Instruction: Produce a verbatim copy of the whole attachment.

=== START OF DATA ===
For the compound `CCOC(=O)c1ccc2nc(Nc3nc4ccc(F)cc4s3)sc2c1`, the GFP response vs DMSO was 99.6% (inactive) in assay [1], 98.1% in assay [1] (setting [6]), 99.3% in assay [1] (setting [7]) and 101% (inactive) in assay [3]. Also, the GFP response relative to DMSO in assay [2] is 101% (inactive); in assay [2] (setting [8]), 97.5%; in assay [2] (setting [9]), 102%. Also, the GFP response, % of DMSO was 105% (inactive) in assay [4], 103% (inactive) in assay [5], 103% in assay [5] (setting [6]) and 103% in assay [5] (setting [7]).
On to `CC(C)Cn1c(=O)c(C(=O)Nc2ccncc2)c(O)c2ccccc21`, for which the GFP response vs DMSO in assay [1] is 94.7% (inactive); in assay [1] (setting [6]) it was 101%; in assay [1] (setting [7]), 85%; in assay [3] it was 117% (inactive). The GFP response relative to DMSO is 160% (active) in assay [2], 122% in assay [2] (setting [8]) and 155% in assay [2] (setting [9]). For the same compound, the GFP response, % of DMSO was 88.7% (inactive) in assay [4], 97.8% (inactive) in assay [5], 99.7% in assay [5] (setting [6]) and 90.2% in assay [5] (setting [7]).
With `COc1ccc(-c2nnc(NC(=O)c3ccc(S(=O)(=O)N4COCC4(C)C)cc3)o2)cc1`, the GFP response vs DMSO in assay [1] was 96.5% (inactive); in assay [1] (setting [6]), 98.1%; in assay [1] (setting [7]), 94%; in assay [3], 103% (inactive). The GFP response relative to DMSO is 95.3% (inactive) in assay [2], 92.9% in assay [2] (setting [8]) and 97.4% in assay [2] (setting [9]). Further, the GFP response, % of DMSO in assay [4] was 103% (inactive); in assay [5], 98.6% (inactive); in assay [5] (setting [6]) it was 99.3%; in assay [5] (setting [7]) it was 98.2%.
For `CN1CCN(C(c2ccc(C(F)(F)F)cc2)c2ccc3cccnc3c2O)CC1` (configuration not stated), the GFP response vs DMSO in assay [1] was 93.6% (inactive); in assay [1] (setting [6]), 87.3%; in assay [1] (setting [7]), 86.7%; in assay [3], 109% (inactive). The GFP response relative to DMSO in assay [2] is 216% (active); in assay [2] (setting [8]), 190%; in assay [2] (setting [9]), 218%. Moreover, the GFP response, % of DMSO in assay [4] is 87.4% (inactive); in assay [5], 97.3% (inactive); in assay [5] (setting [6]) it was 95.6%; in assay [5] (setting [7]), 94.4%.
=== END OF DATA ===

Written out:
For the compound `CCOC(=O)c1ccc2nc(Nc3nc4ccc(F)cc4s3)sc2c1`, the GFP response vs DMSO was 99.6% (inactive) in assay [1], 98.1% in assay [1] (setting [6]), 99.3% in assay [1] (setting [7]) and 101% (inactive) in assay [3]. Also, the GFP response relative to DMSO in assay [2] is 101% (inactive); in assay [2] (setting [8]), 97.5%; in assay [2] (setting [9]), 102%. Also, the GFP response, % of DMSO was 105% (inactive) in assay [4], 103% (inactive) in assay [5], 103% in assay [5] (setting [6]) and 103% in assay [5] (setting [7]).
On to `CC(C)Cn1c(=O)c(C(=O)Nc2ccncc2)c(O)c2ccccc21`, for which the GFP response vs DMSO in assay [1] is 94.7% (inactive); in assay [1] (setting [6]) it was 101%; in assay [1] (setting [7]), 85%; in assay [3] it was 117% (inactive). The GFP response relative to DMSO is 160% (active) in assay [2], 122% in assay [2] (setting [8]) and 155% in assay [2] (setting [9]). For the same compound, the GFP response, % of DMSO was 88.7% (inactive) in assay [4], 97.8% (inactive) in assay [5], 99.7% in assay [5] (setting [6]) and 90.2% in assay [5] (setting [7]).
With `COc1ccc(-c2nnc(NC(=O)c3ccc(S(=O)(=O)N4COCC4(C)C)cc3)o2)cc1`, the GFP response vs DMSO in assay [1] was 96.5% (inactive); in assay [1] (setting [6]), 98.1%; in assay [1] (setting [7]), 94%; in assay [3], 103% (inactive). The GFP response relative to DMSO is 95.3% (inactive) in assay [2], 92.9% in assay [2] (setting [8]) and 97.4% in assay [2] (setting [9]). Further, the GFP response, % of DMSO in assay [4] was 103% (inactive); in assay [5], 98.6% (inactive); in assay [5] (setting [6]) it was 99.3%; in assay [5] (setting [7]) it was 98.2%.
For `CN1CCN(C(c2ccc(C(F)(F)F)cc2)c2ccc3cccnc3c2O)CC1` (configuration not stated), the GFP response vs DMSO in assay [1] was 93.6% (inactive); in assay [1] (setting [6]), 87.3%; in assay [1] (setting [7]), 86.7%; in assay [3], 109% (inactive). The GFP response relative to DMSO in assay [2] is 216% (active); in assay [2] (setting [8]), 190%; in assay [2] (setting [9]), 218%. Moreover, the GFP response, % of DMSO in assay [4] is 87.4% (inactive); in assay [5], 97.3% (inactive); in assay [5] (setting [6]) it was 95.6%; in assay [5] (setting [7]), 94.4%.